Life and career
Augstein was born in Hamburg. He grew up as the son of renowned translator Maria Carlsson and of one of the most influential journalists and publishers of post-war Germany, Rudolf Augstein. After the death of Rudolf in 2002, his mother told Jakob that his biological father is the famous writer (novelist) Martin Walser; Jakob publicised this in 2009. His half-sisters are journalist Franziska Augstein, actress Franziska Walser, dramatist Theresia Walser and writers Johanna Walser and Alissa Walser.
After graduating high school (Abitur) at Christianeum Hamburg, Augstein studied political science at the Otto-Suhr-Institut at the Free University of Berlin and at the Institut d'études politiques de Paris (Science Po). From 1993 to 2003 he worked for Süddeutsche Zeitung in Munich and Berlin, from 1999 to 2002 being the chief editor of the "Berlin" section of SZ. In 2004, he bought the majority of Rogner & Bernhard, a Berlin publishing house (he sold it to Haffmans & Tolkemitt in 2011). Augstein holds 24 percent of the Augstein family's part of the Spiegel-Verlag publishing house, that his father founded in 1947.
On 26 May 2008 Augstein bought, and became editor of, the minor weekly newspaper Der Freitag.
Also since early 2011, he is the counterpart of Nikolaus Blome, a journalist for BILD newspaper, in a weekly debate on controversial issues of German politics, on German public television channel PHOENIX ("Augstein und Blome").
Augstein is married and has three children.
In a 2012 Top Ten Anti-Semitic/Anti-Israel Slurs, the Simon Wiesenthal Center ranked Jakob Augstein at a ninth position, which sparked a vast controversy in the media. Henryk M. Broder, a public commentator, was cited in the publication: "Jakob Augstein is not a salon anti-Semite, he’s a pure anti-Semite … an offender by conviction who only missed the opportunity to make his career with the Gestapo because he was born after the war. He certainly would have had what it takes." After this publication, Broder apologized for his "dramatizations." Apart from that, he held his criticism of Augstein upright.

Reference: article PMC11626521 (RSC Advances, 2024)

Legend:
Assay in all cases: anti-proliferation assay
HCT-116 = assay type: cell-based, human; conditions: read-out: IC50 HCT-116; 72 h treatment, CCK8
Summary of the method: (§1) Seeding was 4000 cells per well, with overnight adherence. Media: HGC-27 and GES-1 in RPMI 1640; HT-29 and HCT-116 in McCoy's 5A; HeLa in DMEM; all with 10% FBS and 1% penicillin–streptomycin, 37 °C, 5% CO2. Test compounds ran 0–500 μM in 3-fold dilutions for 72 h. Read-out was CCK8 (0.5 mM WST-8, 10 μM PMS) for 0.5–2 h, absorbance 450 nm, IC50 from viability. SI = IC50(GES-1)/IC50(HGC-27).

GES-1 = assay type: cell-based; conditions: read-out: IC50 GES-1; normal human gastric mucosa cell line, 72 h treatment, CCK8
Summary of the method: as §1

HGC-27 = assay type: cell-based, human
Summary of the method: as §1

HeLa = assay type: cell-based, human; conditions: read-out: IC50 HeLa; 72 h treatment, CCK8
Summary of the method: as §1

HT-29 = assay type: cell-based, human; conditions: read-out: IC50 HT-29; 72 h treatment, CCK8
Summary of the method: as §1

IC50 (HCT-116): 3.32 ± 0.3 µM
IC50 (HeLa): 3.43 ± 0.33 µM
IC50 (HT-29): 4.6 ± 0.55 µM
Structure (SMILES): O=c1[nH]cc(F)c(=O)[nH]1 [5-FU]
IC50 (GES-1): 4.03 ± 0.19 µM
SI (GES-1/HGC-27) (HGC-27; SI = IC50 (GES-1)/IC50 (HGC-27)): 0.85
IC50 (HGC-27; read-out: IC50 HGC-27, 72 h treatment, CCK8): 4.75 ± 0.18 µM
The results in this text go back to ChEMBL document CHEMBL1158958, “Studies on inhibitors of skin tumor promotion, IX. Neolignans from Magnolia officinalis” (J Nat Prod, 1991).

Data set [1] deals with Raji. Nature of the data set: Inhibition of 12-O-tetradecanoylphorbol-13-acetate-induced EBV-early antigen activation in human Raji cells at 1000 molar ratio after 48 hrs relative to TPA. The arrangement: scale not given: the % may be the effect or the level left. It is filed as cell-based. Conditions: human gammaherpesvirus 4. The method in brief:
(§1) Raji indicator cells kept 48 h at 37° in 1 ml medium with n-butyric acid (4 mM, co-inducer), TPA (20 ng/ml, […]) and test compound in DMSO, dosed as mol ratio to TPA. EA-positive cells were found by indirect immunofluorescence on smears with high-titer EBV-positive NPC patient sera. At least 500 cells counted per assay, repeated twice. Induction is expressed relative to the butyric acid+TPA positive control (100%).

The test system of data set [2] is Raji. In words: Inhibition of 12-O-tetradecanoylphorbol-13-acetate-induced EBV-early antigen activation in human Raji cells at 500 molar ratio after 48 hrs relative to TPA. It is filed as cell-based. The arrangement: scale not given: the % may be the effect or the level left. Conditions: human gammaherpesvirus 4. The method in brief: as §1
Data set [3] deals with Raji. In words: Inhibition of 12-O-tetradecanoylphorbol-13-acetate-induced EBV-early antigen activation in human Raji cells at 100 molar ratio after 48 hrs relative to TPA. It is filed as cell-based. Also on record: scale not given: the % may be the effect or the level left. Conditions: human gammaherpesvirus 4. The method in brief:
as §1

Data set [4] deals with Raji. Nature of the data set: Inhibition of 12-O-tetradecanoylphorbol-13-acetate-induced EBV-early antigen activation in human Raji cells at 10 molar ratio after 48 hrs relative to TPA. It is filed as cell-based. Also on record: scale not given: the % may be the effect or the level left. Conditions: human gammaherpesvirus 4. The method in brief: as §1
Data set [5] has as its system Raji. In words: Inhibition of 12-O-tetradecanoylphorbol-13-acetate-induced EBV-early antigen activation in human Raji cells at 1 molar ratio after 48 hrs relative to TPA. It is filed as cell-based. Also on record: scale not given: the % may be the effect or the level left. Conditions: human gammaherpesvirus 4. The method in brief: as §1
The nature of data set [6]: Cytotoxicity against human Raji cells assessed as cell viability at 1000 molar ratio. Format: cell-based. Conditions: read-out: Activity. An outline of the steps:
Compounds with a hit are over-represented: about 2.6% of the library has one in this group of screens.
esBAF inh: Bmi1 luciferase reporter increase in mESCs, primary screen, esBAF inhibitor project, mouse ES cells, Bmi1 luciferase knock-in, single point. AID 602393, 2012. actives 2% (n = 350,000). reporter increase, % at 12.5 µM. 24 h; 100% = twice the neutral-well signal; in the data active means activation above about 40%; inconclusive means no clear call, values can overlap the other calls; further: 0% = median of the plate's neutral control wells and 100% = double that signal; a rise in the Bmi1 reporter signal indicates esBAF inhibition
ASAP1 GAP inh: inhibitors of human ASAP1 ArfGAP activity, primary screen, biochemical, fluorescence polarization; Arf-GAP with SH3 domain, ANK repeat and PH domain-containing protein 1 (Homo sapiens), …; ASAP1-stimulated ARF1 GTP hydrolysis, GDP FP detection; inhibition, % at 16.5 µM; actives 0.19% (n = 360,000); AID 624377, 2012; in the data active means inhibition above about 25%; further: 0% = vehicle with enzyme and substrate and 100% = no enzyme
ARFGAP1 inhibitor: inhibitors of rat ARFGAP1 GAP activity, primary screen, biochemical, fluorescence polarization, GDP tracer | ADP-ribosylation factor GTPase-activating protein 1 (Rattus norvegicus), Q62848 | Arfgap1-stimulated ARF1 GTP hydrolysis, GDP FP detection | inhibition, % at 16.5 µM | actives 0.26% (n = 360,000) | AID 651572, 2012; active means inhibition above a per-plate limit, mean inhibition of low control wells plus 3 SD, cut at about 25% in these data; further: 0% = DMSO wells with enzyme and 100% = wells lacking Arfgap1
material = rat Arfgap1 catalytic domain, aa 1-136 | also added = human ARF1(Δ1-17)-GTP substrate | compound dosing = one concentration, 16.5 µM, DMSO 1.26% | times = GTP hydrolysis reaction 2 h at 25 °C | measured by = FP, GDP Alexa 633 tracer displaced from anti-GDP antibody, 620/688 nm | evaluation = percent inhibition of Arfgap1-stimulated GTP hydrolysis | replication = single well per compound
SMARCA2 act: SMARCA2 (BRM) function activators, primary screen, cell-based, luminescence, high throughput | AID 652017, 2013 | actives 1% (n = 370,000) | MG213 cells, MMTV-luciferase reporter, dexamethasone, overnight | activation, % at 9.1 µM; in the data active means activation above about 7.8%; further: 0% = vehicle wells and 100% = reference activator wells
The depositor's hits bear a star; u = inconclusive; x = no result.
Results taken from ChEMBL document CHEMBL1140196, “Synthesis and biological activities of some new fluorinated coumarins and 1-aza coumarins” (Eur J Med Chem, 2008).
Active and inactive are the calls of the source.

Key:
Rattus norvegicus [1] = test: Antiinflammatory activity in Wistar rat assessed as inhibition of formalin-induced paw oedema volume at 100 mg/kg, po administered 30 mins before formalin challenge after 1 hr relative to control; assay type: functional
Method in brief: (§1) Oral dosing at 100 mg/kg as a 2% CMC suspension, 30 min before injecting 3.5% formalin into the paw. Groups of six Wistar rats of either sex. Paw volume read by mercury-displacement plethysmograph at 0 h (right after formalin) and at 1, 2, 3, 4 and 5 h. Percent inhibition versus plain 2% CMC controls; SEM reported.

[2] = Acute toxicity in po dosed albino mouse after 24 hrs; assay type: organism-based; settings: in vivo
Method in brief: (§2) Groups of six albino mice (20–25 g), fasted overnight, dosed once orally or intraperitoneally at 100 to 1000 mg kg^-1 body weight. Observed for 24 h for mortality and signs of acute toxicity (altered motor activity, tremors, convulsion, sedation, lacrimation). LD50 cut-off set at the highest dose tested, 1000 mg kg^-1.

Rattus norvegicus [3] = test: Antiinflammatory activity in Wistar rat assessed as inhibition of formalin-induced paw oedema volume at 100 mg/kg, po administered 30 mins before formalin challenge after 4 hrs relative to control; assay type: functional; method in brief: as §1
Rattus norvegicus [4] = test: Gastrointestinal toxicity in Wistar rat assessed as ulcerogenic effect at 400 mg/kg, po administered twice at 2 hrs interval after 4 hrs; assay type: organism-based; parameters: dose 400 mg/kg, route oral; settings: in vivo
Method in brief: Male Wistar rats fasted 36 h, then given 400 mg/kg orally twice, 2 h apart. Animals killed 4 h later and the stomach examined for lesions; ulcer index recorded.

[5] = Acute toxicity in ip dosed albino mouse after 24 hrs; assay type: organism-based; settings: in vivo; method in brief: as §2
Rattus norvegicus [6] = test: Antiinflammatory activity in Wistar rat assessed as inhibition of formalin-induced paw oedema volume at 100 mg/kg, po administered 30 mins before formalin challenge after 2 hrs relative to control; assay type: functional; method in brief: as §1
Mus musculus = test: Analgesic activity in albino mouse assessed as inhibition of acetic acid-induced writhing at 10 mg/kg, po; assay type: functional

In response to the ranking, the influential conservative daily Frankfurter Allgemeine Zeitung wrote that "the choice of Jakob Augstein for ninth place on the list of the 10 worst anti-Semites is a serious intellectual and strategic error made by the Simon Wiesenthal Center. Not only has a critical journalist been placed in a group into which he doesn't belong, the nine other people and groups who have justifiably been pilloried can now exculpate themselves by pointing to such arbitrariness." The Wiesenthal Center refused to speak to Augstein unless he would apologize first.
- Sieben Schüsse in Glienicke. Gerichtsreportagen aus Berlin. Epilogue by Gerhard Mauz. Carl Hanser Verlag, München/Wien. 1998.
- Die Tage des Gärtners. Vom Glück, im Freien zu sein. Carl Hanser Verlag, München. 2012.
- SABOTAGE: Warum wir uns zwischen Demokratie und Kapitalismus entscheiden müssen. Carl Hanser Verlag, München. 2013.
- Jakob Augstein. In: Munzinger Internationales Biographisches Archiv. No. 11/2010. 16 March 2010 (gi). Updated last in week 7/2012.
- Gerrit Bartels: Augstein und Walser. Vater und Sohn: Eine gewisse Ähnlichkeit. In: Der Tagesspiegel. 28 November 2009. Retrieved 25 March 2012.
- Simon Wiesenthal Center Top Ten Anti-Semitic/ Anti-Israel Slurs 2012
- Das war nicht hilfreich. Ich entschuldige mich., Die Welt, 11 January, 2013
- What Makes an Anti-Semite? Wiesenthal List Induces Hand-Wringing in Germany, Der Spiegel, 4 January, 2013
- Top Ten Anti-Semites Controversy: Wiesenthal Center Refuses Debate with Accused Author, Der Spiegel, 7 January, 2013
- Literature by and about Jakob Augstein in the German National Library catalogue
- „Permanentes Gespräch mit den Lesern“ – an article on Augstein in German media magazine kressreport (23 January 2009)
- „Jakob Augstein. Der Meinungsmakler“ – an article in German newspaper Frankfurter Allgemeine Zeitung (24 January 2009)
- „Wir sind doch alle total versoftet.“ – an interview in online magazine Planet Interview (16 June 2009=